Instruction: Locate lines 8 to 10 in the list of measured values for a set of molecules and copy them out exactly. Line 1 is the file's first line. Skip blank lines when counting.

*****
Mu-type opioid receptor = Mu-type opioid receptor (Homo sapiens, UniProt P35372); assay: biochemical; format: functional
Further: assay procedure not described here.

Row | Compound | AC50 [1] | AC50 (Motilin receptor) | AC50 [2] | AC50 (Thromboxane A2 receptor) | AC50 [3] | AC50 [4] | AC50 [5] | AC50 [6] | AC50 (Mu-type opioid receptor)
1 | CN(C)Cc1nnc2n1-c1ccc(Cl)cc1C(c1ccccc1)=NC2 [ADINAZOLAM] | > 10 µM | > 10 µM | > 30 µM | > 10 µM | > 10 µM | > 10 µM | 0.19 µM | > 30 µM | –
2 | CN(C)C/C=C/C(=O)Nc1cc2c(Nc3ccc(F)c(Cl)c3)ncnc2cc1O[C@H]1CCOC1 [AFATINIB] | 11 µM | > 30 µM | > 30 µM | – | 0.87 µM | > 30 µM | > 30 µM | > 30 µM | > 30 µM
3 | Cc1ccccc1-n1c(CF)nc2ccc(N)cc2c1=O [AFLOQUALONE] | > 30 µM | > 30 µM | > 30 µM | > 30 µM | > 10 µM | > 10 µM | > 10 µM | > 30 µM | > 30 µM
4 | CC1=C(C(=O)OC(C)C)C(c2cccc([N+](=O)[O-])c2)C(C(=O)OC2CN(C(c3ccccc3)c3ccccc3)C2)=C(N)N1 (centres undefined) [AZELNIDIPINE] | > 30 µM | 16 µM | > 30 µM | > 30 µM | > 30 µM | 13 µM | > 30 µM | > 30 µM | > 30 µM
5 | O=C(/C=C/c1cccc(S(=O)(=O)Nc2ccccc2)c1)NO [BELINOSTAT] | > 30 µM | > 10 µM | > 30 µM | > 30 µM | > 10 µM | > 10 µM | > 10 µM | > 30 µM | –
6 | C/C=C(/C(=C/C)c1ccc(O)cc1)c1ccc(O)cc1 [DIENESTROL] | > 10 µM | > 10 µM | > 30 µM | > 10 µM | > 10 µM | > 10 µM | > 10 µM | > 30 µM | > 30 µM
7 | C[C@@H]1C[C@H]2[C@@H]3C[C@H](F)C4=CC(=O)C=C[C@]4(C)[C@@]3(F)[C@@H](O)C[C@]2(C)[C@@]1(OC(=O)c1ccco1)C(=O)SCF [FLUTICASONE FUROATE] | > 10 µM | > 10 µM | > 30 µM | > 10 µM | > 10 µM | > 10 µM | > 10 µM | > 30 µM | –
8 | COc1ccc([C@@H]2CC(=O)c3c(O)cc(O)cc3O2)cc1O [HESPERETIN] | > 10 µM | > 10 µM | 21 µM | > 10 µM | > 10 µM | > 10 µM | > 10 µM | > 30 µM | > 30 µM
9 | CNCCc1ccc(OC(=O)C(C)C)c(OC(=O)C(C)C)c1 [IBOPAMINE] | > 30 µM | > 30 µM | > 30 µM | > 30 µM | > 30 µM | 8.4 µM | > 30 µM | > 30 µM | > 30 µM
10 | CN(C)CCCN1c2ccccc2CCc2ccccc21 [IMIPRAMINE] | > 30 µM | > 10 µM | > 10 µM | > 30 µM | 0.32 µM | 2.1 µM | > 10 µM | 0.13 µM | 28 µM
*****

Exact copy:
5 | O=C(/C=C/c1cccc(S(=O)(=O)Nc2ccccc2)c1)NO [BELINOSTAT] | > 30 µM | > 10 µM | > 30 µM | > 30 µM | > 10 µM | > 10 µM | > 10 µM | > 30 µM | –
6 | C/C=C(/C(=C/C)c1ccc(O)cc1)c1ccc(O)cc1 [DIENESTROL] | > 10 µM | > 10 µM | > 30 µM | > 10 µM | > 10 µM | > 10 µM | > 10 µM | > 30 µM | > 30 µM
7 | C[C@@H]1C[C@H]2[C@@H]3C[C@H](F)C4=CC(=O)C=C[C@]4(C)[C@@]3(F)[C@@H](O)C[C@]2(C)[C@@]1(OC(=O)c1ccco1)C(=O)SCF [FLUTICASONE FUROATE] | > 10 µM | > 10 µM | > 30 µM | > 10 µM | > 10 µM | > 10 µM | > 10 µM | > 30 µM | –